Starring Naomi Watts, Jack Black, Adrien Brody, Andy Serkis, Thomas Kretschmann
Directed by Peter Jackson
What is it about King Kong that causes audiences to root for him as he stands atop the Empire State Building even though we already know the inevitable outcome? Why do we care so much about a monster? After absorbing Peter Jackson’s new take on the legend, I can only think of one word: intimacy. The quiet moments of understanding forged in the midst of chaos and mayhem.
“Oh please,” you must be thinking. “King Kong cost over $200 million to make, has dinosaurs stampeding across the screen, and let’s not forget about that 25-foot ape. How in the world can a movie like that be anything approaching intimate?” It’s all thanks to three people: Peter Jackson, Naomi Watts, and Andy Serkis. By now everyone has read how Serkis was “there” for Watts during her crucial scenes with Kong, resulting in a believability and reality that is often sadly lacking in movies of this type. But that’s still not the full picture. What really seals the deal is the fact that besides Ann Darrow, we, the audience, are the only people who can see Kong as something other than a violent and primitive creature to be feared. Yes, he is a brutal killer. But he is also imbued with personality plus and a tender side. We believe we know him and can trust him.
Maybe that’s why I felt some anger directed at Ann’s character toward the end of the film. Wasn’t there anything she could have done to save him? Instead of wasting precious time frolicking in a winter wonderland, why didn’t she try to help him escape and hide from those who sought to destroy him? But that’s just modern-day idealism. In the 1930s there was no CNN or other huge news outlet for her to seek out and tell her story to. Besides, no one listened to women back then anyway. As we’ve seen time and time again in films — and in real life as well — human beings have a nasty habit of killing the things they fear and don’t understand. But those of us who took the journey with Ann see things differently. We know that while Kong is certainly dangerous, under the right conditions it’s possible to live in harmony with him. So long as everyone acknowledges he is the King of the Jungle — or New York City or wherever else he might want to go.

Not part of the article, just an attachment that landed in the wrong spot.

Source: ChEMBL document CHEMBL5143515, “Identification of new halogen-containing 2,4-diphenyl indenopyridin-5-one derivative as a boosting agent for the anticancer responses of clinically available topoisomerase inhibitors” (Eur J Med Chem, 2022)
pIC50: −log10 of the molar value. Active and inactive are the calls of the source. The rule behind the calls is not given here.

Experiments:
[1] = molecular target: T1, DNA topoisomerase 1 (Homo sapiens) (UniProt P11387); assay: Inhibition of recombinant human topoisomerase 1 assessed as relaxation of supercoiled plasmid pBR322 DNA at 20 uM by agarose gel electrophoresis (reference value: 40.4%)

Alas, that’s not the story Peter Jackson has to tell. There can be no happy ending for Kong. He is to be the last of his line. But what a swan song! The love and respect Jackson and his team have for the original King Kong is evident in every frame. The script is full of one homage after another, and leaving the setting for the story in the Depression era serves the film quite well. It keeps the sense of exploration and adventure palpable and also makes the melodrama inherent in the tale easier to swallow. Much like James Cameron’s Titanic, every detail in King Kong was obviously researched quite thoroughly.
As you would expect, Jackson assembled a crack team of editors, sound designers, FX compositors, and makeup artists. Their work on this film is among the best I have ever seen. The sets and wardrobe are impeccable. Whoever designed that flimsy nightgown Naomi wore throughout the Skull Island sequence definitely deserves an award. She got completely wet three times; crawled through the mud; and swung from vines, Kong’s fingers, and a dinosaur’s teeth; and not once did we see any body parts we shouldn’t have. Somebody needs to patent and mass-produce that gown immediately!
As for the cast, when I first heard Naomi Watts would be playing the role of Ann Darrow, I was disappointed. I had hoped Jackson would pick an unknown or at least someone less familiar. Boy, was I proven wrong! Compare the 1976 remake with a woefully inexperienced Jessica Lange trying to fill Fay Wray’s shoes with today’s version. There is no question that Naomi is at the top of her game. From her opening vaudeville scenes all the way through to her final moments on the Empire State Building, there is not a single false note in her performance. She gets down and dirty in the jungle and still looks radiant. She is indeed a worthy heir to Wray’s title of “Scream Queen.”